Adaptive hierarchical model predictive control of wave energy converters.
Queen Mary University of London
Mocean Energy Ltd, University of Exeter
The project aim was to develop a reliable and efficient control strategy to improve the wave energy converter (WEC) conversion efficiency and survivability over a wide range of sea states. This was to be achieved by integrating some enabling technologies in control and wave prediction into a hierarchical control framework, so that it can be equipped with several important features: maximum energy output, robustness to modelling uncertainties, and survivability at different sea sates.
Specifically, we used a deterministic sea wave prediction technique to predict the incoming waves, and this information was used to determine the sea state and provide anti-causal feedforward information to model predictive control (MPC) to improve performance.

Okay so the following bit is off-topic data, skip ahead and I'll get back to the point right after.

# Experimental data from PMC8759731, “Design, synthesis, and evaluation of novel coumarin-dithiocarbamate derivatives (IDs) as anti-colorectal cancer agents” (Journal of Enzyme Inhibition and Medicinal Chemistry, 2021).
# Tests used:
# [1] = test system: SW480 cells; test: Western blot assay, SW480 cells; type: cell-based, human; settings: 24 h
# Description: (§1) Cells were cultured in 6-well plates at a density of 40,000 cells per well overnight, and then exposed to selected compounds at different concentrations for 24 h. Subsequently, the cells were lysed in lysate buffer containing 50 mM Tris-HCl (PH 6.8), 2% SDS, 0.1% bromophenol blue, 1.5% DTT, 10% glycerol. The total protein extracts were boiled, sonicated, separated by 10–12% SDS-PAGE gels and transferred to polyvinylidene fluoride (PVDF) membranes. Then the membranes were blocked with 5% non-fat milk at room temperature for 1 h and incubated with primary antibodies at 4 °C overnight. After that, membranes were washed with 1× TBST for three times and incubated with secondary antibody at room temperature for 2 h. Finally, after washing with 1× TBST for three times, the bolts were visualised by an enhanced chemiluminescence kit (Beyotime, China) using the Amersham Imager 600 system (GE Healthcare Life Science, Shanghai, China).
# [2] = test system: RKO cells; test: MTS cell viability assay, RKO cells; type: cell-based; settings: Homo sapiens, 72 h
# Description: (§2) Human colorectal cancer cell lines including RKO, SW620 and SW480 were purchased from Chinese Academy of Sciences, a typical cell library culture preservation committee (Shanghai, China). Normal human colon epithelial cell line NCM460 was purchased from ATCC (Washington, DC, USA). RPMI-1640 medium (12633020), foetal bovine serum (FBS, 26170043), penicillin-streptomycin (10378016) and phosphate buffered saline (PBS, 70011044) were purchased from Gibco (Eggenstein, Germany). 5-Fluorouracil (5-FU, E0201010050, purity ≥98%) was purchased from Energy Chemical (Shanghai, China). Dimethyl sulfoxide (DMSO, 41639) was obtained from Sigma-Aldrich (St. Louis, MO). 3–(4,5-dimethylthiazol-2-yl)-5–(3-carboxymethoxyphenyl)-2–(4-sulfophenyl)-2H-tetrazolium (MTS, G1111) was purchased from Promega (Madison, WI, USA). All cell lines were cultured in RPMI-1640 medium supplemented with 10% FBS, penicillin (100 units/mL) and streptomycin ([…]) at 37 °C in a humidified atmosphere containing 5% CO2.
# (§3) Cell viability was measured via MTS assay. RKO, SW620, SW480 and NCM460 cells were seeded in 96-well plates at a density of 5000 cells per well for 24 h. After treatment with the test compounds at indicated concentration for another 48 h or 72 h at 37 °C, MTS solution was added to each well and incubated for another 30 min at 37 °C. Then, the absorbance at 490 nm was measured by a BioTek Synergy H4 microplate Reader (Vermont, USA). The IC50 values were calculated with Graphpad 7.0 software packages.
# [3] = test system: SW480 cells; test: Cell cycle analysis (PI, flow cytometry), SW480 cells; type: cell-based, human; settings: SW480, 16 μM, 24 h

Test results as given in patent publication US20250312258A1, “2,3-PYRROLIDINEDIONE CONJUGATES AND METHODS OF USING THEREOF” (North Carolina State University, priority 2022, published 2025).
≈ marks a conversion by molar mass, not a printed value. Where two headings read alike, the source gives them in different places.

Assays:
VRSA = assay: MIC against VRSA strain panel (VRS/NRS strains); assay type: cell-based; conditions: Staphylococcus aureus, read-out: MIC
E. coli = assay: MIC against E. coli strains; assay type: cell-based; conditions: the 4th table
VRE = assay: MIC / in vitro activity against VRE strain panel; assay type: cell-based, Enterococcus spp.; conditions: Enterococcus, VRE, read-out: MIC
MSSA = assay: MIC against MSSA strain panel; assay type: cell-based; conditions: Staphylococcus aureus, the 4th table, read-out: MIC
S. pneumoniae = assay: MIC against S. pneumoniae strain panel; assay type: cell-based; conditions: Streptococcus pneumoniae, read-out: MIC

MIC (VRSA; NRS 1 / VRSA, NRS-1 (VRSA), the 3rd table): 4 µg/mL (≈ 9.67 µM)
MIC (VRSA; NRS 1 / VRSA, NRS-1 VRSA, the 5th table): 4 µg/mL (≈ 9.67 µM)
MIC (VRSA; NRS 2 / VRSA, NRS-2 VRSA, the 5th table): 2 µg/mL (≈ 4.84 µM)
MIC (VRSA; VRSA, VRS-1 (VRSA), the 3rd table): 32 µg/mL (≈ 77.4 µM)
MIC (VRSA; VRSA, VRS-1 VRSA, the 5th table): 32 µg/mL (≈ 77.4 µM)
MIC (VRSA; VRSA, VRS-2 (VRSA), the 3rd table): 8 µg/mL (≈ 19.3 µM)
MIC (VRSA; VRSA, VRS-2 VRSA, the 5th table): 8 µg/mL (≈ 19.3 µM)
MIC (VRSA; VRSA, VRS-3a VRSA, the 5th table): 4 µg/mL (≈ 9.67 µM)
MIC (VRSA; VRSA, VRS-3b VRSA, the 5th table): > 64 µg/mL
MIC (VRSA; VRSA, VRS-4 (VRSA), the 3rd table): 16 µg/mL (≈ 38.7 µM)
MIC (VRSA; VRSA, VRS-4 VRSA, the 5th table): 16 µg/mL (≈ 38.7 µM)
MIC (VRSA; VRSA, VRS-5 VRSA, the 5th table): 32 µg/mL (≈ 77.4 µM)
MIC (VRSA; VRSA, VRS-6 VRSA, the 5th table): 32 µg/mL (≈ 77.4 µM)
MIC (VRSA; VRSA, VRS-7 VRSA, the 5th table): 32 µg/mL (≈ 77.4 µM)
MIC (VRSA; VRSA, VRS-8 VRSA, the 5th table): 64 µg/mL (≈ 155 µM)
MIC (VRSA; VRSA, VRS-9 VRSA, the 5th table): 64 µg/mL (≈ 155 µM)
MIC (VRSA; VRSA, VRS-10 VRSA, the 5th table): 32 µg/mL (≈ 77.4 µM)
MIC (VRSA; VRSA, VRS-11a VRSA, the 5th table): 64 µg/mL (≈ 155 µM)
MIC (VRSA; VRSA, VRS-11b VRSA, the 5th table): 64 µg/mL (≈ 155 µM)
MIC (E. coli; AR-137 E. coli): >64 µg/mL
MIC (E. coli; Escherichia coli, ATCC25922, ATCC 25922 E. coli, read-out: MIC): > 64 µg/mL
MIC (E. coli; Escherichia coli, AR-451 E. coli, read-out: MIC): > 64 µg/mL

According to the sea state, a weighting function can be tuned for the MPC controller and the WEC model will also be adaptively updated, so that the optimal performance of the MPC controller can be maintained over a wide range of sea states. This framework combines the strengths of MPC and adaptive control and thus outperforms the strength of any single MPC or adaptive control strategy.
This control framework was developed with a typical attenuator type of WEC as a case study and its efficacy experimentally validated using an efficient and economically viable test rig developed based on the concept of dynamically substructured system (DSS), which has more advantages than the conventional hardware-in-the-loop testing method.
Queen Mary University presented a poster on their Stage 1 Control Systems project at the 2017 WES Annual Conference. All Stage 1 Control System posters are available to download here.
Control Systems Stage 1 Public Report for the Queen Mary University of London "Adaptive hierarchical model predictive control of wave energy converters (AHMPC)" project. Includes a description of the technology, scope of work, achievements and recommendations for further work.View Details